Not All Motorcyclists Should Be Judged by Terrifying SUV Incident

ken zipp vietnam vetThe story of the bikers chasing down an SUV after the driver ran over motorcyclists is horrifying. It's making people fear bikers and think they are out to hurt or intimidate others on the road. This is not true. I know this firsthand.

Meet my father, Ken Zipp, on the left on the Harley giving a handshake to a disabled veteran on Memorial Day in Washington. He is a Vietnam Veteran and Purple Heart recipient. He belongs to Rolling Thunder, an organization that helps veterans. My dad has willingly given countless hours of his time to this cause. The name Rolling Thunder came about because that's what it sounds like when all the bikers ride together. He rides in a pack. Sometimes all within the Rolling Thunder organization, sometimes with friends outside the group -- sports bikes, Harleys, custom-made, all are welcome. We cannot discriminate against bikers because of this incident. Just like we cannot discriminate against SUVs. To help you, I should tell you more about my dad, a biker.


My father owns two Harley Davidsons. He mostly wears Vietnam Veteran t-shirts which are sold to raise money for vets of all wars. He is also a man who dresses up like Santa every year and brings the biggest smiles to his grandchildren's faces. That's my dad with my son, who loves his Pop Pop and his motorcycle and sleeps next to a photo of him on his bike every night because "he misses him when he's not around." My Pop has also dressed up like Santa for veterans at the local VA equipped with gifts purchased with monies raised from various Rolling Thunder fundraisers. That Santa suit has gotten a lot of use and brought a lot of joy.

dad santa child

My father and Rolling Thunder often are asked to honor fallen soldiers when they come home. He and his group have lead processions for far too many veterans who have given the ultimate sacrifice. My father is about honor and respect. And it's not only within his group and the causes they represent that my dad gives his time. Last month a local woman who my parents knew only because she worked at the place they get their film developed called my dad. Her husband had tragically died in a motorcycle accident and she knew my dad was a part of Rolling Thunder through small talk and seeing his photos. She asked him if there was any way he could get some friends together to lead the funeral procession. She said it would be something her husband would have loved. This man wasn't a veteran -- he wasn't even someone my father knew. But something made my dad say yes. It was raining that morning and even though not the best idea to ride a motorcycle in the weather, my father and one of his friends led the funeral procession for this man. My father felt this gesture on his part was a small way to help this woman, and her infant child, grieve the loss of her husband, a fellow father.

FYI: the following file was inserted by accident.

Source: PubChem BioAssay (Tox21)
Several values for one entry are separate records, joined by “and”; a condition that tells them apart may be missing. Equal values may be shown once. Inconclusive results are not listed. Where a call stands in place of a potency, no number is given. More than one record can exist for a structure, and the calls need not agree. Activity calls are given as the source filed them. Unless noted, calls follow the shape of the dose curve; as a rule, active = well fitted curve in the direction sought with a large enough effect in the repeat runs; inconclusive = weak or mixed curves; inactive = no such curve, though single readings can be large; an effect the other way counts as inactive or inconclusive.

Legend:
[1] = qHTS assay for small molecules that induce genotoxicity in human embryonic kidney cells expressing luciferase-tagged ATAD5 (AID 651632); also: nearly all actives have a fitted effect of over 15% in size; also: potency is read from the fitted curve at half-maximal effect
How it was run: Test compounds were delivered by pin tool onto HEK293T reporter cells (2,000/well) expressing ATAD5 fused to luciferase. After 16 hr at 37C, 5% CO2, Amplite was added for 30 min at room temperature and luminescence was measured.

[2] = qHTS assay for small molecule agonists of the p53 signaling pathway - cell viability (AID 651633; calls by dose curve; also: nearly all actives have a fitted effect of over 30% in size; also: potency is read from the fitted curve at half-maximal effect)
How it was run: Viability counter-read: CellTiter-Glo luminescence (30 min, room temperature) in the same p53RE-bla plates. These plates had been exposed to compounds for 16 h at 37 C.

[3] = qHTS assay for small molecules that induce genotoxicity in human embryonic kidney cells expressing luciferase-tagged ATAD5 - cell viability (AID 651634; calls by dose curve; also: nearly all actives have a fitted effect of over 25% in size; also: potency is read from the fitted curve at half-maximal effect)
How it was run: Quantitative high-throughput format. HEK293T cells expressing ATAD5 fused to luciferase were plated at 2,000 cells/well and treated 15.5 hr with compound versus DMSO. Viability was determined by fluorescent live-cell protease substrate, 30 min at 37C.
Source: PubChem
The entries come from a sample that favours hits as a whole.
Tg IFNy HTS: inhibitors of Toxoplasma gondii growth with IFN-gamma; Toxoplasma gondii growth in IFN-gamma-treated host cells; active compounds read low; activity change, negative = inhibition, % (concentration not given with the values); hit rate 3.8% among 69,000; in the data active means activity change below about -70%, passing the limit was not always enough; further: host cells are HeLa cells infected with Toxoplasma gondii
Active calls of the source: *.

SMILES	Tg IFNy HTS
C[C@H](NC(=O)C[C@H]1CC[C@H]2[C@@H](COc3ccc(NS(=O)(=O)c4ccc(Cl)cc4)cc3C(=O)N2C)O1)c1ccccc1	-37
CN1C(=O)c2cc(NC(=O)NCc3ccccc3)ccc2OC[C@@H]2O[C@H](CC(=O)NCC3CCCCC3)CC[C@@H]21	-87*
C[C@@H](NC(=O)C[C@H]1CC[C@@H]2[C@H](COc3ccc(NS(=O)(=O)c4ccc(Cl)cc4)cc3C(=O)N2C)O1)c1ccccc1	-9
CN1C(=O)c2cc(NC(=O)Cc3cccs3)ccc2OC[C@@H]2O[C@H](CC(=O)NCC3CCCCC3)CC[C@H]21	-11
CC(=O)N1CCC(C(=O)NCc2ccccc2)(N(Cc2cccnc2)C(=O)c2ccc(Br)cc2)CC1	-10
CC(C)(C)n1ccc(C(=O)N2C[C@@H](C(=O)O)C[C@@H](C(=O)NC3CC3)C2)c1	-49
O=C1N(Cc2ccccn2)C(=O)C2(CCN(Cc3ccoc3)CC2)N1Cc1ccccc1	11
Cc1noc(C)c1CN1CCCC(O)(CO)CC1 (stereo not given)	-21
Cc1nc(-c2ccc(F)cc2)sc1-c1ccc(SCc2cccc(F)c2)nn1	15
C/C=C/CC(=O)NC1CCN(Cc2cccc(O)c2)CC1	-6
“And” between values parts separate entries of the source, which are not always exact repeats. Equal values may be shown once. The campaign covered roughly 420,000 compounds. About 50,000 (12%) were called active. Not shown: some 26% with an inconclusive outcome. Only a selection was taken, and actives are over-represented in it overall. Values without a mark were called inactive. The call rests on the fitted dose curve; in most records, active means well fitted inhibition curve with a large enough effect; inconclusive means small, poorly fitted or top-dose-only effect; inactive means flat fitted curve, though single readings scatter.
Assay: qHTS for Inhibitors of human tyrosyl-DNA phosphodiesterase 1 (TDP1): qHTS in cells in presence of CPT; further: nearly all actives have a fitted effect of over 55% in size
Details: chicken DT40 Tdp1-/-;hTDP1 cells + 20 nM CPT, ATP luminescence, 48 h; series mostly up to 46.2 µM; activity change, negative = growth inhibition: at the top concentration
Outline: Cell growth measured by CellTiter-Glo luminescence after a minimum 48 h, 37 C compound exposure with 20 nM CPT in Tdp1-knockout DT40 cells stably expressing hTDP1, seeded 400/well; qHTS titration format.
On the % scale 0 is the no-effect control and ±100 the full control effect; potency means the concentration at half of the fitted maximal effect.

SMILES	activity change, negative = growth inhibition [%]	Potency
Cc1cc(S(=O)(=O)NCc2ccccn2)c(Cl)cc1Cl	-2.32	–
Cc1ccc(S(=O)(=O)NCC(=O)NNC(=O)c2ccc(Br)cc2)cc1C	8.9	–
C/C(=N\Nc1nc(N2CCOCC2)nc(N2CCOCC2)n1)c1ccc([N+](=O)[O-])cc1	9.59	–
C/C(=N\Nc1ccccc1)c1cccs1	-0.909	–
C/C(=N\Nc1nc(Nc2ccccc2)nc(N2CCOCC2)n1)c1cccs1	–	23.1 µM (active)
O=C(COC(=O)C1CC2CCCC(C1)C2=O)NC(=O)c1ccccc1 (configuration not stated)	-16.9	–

My father, the biker, makes me proud.

If I needed to convince you further that not all bikers who travel in packs are bad, meet Kenny Gorton. Kenny is a friend of mine since high school and biker with the Defiant Crew in upstate NY. DC is a group -- a brotherhood of bikes -- who support each other and their neighbors.

kenny gorton

He might look like trouble, but Kenny is a sweetheart. He agrees that bikers are stereotyped, but there is a lot of good they do, too. "We (Defiant Crew) just threw a benefit for a good friend of mine who has cancer. We were able to raise $4,500 for him. Our group is about doing good for our community, and taking care of the people in it."

There are brotherhoods and sisterhoods of bikers all over this country who are doing good deeds and who enjoy a ride through our city streets and our mountains. They aren't menacing. They want to help others. They donate their time and energy. They would come to the aid of someone in need.

We still don't know the whole story of the bikers versus the SUV -- and this is just one incident that unfortunately has made people fear all bikers. There was wrong from both sides. Mob mentality is scary, and just like how it seemed some of the bikers reacted with that kind of thought, joining together to hate all bikers is doing the same thing. There are things we can take away from the story, like being mindful of how we react -- this is true for both parties involved here. We also need to share the road -- this is true for bikers and drivers. Be kinder. Be more aware. And most importantly, we should never stereotype. Ever.

Did this make you change your mind about bikers?


Photos by Michele Zipp, Ken Zipp; last photo Kenny Gorton

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